Questions about x7
e2: An Experiment in Style
Orwell, “Politics and the English Language”
Orwell (1946). Politics and the English language.
Fastwrite: As the Word Cloud above shows, Orwell works hard in his essay to establish a connection between “words” and “language” and the “political.” See if you can restate his argument in your own language. Why and how does Orwell feel that style in writing is a political issue?
Fastwrite 2: In what ways does Orwell’s view of writing and style line up with that of Strunk & White? In what ways does it differ?
- Thurs, 3/15, 9:00 am: Post x7 to Dropbox.
- Mon, 3/19, class: Read Fish, How to Write a Sentence, chapters 1–4 (pp 1–44).
- Wed, 3/21, class: Read Fish, chapters 5–6 (pp 45–88).
As we begin our work on competing views of style, I’d like you to find two contrasting paragraphs—one that illustrates some of the qualities of good writing that Strunk, White, and Orwell describe, and another that enacts a different sort of style. I’d then like you to use those two passages as the basis of a brief essay in which you reflect on the values (about art, people, politics, work, etc.) that underlie the advice given in the “little book.”
Please look for passages that speak to the sort of writing that we are all now involved in doing. That is, try to find examples of current academic or intellectual prose— writing about books and ideas. You might look for passages from the writing of scholars, textbook authors, reviewers, or university students. (Do not take your examples from novels, poems, plays, or memoirs.) Keep your sample passages brief—no more than 100 words or so —since you will want to work with them closely. And look for recent work—pieces that have been written in the last few years.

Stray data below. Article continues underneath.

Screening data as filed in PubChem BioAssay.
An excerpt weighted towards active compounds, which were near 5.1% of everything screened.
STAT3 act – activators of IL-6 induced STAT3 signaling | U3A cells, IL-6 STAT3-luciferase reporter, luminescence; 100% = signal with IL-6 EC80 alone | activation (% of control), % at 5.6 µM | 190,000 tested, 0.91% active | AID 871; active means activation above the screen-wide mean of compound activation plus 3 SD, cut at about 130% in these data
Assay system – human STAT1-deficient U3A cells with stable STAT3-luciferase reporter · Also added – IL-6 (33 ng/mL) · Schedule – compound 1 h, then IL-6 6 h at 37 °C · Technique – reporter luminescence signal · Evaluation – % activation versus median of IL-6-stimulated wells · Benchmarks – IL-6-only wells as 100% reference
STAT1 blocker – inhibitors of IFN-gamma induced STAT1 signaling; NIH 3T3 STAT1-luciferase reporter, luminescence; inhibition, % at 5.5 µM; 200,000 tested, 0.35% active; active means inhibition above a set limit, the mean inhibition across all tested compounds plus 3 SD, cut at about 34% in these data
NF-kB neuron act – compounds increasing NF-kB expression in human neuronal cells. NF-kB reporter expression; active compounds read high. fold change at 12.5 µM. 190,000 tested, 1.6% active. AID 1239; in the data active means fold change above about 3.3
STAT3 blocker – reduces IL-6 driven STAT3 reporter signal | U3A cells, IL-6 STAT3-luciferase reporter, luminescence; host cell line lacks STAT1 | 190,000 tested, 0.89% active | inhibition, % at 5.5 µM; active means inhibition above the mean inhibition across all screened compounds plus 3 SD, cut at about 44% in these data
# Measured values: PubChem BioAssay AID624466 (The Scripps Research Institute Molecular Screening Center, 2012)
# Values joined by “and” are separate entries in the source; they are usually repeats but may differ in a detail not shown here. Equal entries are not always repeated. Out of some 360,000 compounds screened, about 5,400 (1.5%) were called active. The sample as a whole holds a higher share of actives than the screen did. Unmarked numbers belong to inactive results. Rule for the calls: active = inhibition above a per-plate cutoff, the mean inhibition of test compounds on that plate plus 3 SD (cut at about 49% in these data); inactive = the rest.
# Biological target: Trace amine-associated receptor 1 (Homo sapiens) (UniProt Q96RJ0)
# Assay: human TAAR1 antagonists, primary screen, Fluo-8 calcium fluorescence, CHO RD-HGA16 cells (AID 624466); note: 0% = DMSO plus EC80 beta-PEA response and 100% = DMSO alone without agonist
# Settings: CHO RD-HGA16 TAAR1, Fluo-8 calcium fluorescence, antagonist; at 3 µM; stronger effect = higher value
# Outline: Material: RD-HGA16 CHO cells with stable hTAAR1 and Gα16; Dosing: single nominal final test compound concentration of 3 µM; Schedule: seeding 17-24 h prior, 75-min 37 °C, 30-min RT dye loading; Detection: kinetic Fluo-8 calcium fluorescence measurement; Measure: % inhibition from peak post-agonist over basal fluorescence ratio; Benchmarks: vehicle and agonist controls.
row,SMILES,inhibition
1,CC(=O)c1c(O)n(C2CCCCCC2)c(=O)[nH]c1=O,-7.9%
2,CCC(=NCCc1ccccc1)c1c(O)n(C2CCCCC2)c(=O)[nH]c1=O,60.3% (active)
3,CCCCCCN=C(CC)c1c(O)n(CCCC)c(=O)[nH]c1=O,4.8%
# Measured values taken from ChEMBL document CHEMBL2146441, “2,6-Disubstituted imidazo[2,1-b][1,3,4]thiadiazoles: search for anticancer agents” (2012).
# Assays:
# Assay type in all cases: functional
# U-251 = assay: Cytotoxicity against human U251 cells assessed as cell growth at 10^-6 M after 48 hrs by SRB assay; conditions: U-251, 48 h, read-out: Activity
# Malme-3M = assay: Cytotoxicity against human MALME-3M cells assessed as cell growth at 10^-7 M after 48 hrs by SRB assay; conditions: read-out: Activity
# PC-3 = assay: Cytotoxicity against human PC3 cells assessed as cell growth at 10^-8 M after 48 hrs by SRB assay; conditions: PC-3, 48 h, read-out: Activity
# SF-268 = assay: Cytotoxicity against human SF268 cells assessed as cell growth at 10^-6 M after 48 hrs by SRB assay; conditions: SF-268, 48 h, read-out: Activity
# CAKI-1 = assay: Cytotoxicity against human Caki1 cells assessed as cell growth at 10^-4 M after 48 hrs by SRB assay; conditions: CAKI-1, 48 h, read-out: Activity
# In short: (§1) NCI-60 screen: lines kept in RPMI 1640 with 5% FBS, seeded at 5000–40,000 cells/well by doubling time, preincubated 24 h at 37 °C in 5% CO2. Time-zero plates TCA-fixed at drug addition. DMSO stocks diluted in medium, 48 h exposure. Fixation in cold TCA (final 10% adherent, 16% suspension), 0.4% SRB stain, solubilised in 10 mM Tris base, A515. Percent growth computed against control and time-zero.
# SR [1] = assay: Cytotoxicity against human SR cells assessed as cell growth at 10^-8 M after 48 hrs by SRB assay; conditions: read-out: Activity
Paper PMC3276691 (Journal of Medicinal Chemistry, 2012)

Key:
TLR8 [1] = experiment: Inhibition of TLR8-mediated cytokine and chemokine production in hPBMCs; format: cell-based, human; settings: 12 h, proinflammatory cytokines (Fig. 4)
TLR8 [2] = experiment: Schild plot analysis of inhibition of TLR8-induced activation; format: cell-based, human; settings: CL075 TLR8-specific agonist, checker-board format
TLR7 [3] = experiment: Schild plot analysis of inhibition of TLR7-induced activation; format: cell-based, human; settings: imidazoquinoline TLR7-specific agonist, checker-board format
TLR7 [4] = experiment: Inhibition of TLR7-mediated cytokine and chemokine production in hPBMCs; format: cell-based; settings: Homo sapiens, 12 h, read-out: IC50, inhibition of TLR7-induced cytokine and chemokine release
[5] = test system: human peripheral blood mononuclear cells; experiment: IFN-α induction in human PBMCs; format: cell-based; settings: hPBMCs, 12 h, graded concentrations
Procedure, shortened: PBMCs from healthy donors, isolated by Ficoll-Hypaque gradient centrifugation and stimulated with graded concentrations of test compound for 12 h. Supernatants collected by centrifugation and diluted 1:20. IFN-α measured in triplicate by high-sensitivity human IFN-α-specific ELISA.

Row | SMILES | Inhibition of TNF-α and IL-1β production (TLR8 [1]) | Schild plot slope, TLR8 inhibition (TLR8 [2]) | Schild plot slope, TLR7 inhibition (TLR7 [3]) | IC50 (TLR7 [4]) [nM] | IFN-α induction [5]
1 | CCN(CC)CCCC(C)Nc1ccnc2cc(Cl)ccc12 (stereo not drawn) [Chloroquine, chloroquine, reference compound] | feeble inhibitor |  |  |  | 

Your task here is not only to define not only what Strunk, White, and Orwell seem to most value in writing, but also to offer an example of writing that is good without being Strunkian. Much of what you will be able to say, then, will hinge on the interest of your counterexample. If you work with a passage that shows someone who simply lacks skill as a writer, then you will probably have little to say about their work other than a series of negatives: This fails to omit needless words, this tacks phrases together like the sections of a prefabricated henhouse , etc. But if you can locate a positive opposing example—that is, a passage by someone who is trying to do something as a writer that differs from (rather than simply fails to measure up to) what Strunk et al. urge, then you will have a chance to consider the strengths and limits of two competing styles, two views of what makes writing good.
Please post your essay to Dropbox by Thurs, 3/14, at 9:00 am.